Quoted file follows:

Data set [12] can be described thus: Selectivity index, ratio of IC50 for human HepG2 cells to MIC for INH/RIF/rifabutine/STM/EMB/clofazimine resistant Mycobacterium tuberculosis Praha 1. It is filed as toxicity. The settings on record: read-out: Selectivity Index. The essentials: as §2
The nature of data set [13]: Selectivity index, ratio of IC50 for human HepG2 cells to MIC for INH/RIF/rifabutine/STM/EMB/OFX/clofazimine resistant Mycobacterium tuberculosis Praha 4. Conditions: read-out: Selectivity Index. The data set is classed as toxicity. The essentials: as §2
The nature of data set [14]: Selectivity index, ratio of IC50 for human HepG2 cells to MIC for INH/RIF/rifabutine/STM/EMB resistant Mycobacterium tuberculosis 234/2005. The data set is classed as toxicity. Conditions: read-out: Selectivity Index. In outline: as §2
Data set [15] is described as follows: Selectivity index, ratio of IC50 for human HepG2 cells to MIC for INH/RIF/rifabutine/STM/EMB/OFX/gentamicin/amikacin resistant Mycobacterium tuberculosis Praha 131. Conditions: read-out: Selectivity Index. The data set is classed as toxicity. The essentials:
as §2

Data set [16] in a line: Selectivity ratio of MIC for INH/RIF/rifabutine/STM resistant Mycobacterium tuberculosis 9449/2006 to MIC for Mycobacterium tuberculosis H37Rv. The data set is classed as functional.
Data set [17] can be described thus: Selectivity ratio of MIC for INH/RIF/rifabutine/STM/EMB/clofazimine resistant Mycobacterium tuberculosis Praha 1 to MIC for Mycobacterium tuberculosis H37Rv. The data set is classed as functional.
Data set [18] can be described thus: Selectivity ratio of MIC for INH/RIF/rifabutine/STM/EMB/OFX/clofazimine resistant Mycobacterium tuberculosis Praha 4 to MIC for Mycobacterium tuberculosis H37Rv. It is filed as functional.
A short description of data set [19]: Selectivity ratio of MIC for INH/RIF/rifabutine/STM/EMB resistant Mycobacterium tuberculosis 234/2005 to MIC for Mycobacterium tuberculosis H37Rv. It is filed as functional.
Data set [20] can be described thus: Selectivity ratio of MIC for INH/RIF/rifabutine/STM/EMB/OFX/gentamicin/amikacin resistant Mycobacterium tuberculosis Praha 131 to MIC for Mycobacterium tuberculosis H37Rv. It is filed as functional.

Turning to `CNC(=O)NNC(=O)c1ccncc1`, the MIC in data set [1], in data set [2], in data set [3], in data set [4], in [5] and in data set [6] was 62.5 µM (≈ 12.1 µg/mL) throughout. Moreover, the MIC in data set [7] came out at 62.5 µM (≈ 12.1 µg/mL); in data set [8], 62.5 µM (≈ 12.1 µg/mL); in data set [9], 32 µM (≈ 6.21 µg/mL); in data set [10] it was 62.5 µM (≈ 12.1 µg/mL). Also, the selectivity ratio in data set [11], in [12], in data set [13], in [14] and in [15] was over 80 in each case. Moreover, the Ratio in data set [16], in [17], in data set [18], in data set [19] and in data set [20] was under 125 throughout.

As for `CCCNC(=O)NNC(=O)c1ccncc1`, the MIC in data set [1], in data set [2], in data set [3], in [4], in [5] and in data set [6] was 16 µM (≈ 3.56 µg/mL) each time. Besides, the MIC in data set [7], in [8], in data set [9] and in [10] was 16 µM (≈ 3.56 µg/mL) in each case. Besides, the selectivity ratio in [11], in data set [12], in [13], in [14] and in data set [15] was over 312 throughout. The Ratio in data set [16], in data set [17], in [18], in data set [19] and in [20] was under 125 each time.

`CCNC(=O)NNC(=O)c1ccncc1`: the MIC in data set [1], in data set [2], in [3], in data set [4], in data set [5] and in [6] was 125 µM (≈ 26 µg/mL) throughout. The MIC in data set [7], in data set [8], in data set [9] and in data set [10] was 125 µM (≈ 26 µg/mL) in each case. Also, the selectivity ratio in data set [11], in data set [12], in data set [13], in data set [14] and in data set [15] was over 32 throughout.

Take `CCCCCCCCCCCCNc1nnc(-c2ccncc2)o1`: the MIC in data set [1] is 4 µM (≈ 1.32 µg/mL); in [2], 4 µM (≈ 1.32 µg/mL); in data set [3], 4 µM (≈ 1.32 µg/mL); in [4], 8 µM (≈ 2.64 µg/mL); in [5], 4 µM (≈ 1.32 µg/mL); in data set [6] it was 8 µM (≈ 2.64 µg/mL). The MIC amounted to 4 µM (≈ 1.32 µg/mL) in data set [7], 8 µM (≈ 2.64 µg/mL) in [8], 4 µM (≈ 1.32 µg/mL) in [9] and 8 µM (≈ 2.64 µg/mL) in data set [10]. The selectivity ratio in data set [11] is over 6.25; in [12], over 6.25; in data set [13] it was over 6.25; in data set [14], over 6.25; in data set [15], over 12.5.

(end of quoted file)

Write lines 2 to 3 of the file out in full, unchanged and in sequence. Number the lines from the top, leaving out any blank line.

The nature of data set [13]: Selectivity index, ratio of IC50 for human HepG2 cells to MIC for INH/RIF/rifabutine/STM/EMB/OFX/clofazimine resistant Mycobacterium tuberculosis Praha 4. Conditions: read-out: Selectivity Index. The data set is classed as toxicity. The essentials: as §2
The nature of data set [14]: Selectivity index, ratio of IC50 for human HepG2 cells to MIC for INH/RIF/rifabutine/STM/EMB resistant Mycobacterium tuberculosis 234/2005. The data set is classed as toxicity. Conditions: read-out: Selectivity Index. In outline: as §2